Consumer advocates say the Bush administration is studying whether to require that federal agencies purchase more non-proprietary software in an effort to facilitate federal workers' ability to trade electronic documents and to boost competition in the software industry.
Ralph Nader, founder of the advocacy group Public Citizen, met last week with White House Office of Management and Budget (OMB) Director Mitch Daniels and other officials to discuss the government's use of its procurement powers in promoting software competition. James Love, who directs the Nader-founded Consumer Project on Technology, also attended the meeting and said the two sides have discussed the issue during the past year.
Public Citizen has argued that a need for computer users to quickly swap electronic documents has given Microsoft a default monopoly in the market for word processing, spreadsheet and presentation-graphic software via its popular Word and PowerPoint products. Nader is concerned that "public information" stored electronically in proprietary software formats like Microsoft's will force consumers to purchase Microsoft or Microsoft-related products.
"The government actually has a responsibility that this information is available to the public freely," said Tony Stanco, associate director of George Washington University's Cyber Security Policy and Research Institute. "Putting things in proprietary format is not really justifiable."
And Love said there is an additional problem: "The big reason that people spend the big bucks for Microsoft is not because of its superior products; it's because they want to easily exchange documents." Consequently, "prices for Microsoft are going up."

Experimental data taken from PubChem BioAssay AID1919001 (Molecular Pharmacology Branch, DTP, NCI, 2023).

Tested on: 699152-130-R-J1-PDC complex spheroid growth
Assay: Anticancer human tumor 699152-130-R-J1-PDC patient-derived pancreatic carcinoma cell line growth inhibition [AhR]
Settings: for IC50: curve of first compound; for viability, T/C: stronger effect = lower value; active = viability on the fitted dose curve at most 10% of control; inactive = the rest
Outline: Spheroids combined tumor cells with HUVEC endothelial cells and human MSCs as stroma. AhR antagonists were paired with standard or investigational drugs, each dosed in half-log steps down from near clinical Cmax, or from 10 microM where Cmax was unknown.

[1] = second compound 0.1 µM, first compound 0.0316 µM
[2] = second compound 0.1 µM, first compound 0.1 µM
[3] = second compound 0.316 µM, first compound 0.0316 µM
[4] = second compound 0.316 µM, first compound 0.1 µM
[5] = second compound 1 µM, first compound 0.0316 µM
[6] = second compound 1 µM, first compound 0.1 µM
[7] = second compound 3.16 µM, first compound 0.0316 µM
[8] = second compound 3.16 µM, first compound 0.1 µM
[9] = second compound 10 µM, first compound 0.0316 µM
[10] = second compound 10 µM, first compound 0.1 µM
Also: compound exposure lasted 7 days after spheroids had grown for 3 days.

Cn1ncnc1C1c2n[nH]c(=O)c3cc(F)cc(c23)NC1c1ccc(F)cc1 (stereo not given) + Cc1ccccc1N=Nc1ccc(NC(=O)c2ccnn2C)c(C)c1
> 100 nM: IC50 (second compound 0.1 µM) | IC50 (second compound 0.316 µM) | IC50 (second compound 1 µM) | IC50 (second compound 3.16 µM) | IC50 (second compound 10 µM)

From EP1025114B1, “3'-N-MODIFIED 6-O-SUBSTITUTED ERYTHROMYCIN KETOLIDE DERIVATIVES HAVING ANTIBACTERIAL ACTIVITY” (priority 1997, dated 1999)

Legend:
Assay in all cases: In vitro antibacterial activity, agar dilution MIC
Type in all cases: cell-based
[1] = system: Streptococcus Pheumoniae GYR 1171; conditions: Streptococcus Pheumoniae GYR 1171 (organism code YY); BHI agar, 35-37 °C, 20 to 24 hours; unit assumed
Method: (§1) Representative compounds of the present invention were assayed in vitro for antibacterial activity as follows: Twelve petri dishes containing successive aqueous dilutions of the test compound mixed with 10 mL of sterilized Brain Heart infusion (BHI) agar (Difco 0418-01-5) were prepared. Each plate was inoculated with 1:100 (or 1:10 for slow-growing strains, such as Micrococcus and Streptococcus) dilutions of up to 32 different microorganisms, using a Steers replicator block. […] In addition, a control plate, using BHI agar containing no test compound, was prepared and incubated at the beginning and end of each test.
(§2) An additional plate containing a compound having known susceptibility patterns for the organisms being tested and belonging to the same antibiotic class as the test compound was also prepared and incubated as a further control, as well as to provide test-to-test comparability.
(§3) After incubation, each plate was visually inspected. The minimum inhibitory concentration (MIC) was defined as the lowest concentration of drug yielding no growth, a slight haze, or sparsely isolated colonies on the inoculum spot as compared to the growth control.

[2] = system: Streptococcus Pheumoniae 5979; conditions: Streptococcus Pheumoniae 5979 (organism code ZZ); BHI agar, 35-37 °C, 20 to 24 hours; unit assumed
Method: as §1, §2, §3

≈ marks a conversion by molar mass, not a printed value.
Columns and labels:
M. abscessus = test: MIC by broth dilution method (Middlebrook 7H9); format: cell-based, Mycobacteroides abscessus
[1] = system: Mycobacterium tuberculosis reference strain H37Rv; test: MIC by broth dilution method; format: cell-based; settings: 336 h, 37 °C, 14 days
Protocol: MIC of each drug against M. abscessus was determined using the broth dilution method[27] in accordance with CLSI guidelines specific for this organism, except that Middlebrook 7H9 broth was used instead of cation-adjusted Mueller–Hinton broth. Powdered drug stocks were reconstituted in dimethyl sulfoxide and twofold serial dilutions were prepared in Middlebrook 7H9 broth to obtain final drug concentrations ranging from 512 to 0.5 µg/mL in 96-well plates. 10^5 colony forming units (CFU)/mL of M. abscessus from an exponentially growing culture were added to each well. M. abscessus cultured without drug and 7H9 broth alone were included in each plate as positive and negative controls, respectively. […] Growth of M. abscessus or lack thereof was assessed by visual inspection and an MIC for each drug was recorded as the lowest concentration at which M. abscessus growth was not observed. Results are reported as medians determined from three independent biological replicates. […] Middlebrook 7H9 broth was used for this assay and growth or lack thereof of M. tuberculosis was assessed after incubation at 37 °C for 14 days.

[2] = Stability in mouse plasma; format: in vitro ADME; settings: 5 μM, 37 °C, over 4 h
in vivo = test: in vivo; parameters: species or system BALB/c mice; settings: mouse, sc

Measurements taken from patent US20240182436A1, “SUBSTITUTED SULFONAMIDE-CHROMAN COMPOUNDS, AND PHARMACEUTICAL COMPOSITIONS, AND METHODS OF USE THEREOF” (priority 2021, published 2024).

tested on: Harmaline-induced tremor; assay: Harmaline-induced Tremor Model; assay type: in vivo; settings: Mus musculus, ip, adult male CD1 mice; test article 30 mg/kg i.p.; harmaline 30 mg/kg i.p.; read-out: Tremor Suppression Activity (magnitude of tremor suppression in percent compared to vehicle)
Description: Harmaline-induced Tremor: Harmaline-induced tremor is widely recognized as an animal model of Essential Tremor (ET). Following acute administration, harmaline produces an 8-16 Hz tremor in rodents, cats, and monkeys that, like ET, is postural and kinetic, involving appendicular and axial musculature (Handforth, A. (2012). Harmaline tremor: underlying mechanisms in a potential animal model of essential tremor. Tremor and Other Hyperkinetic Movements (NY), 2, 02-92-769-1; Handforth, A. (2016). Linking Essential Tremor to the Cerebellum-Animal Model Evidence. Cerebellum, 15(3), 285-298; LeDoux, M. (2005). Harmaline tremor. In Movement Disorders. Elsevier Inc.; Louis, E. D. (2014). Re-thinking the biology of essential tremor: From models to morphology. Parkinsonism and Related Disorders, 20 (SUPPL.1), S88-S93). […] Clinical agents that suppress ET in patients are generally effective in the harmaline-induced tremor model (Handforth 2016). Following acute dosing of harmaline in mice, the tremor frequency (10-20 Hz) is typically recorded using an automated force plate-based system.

According to Love, OMB officials say they have found that federal agencies are paying high fees for many proprietary solutions. "There was a lot of piecemeal procurement, and the prices that agencies were paying were higher than what corporate customers are paying," he explained.
The "U.S. government should insist" that its word-processing and presentation-graphic software vendors rely on non-proprietary standards for document files, Love said. That open standard for file formats would boost competition in the overall software market, he added.
Love said he and Nader suggested that the federal government purchase Corel Corp., a competitor to Microsoft, and place Corel's technology "into the open domain."
But OMB e-government administrator Mark Forman said he is unsure if the government would ever "lock in" one software solution across all agencies. "Our policy is fairly clear: to focus on the best value of what we are buying ... from a life-cycle perspective," he said.
Although OMB's e-government office is looking to standardize the way data are submitted to the government electronically, Forman said that effort is not the same as requiring computer documents to operate on an open standard.
"There is a presumption there that propriety software is not interoperable," said Robert Kramer, executive director of the Initiative for Software Choice, of which Microsoft is a member. "A lot of proprietary applications and programs operate on variety of operating systems."
He said any government policy to require software standards will only "force the market in one direction or another."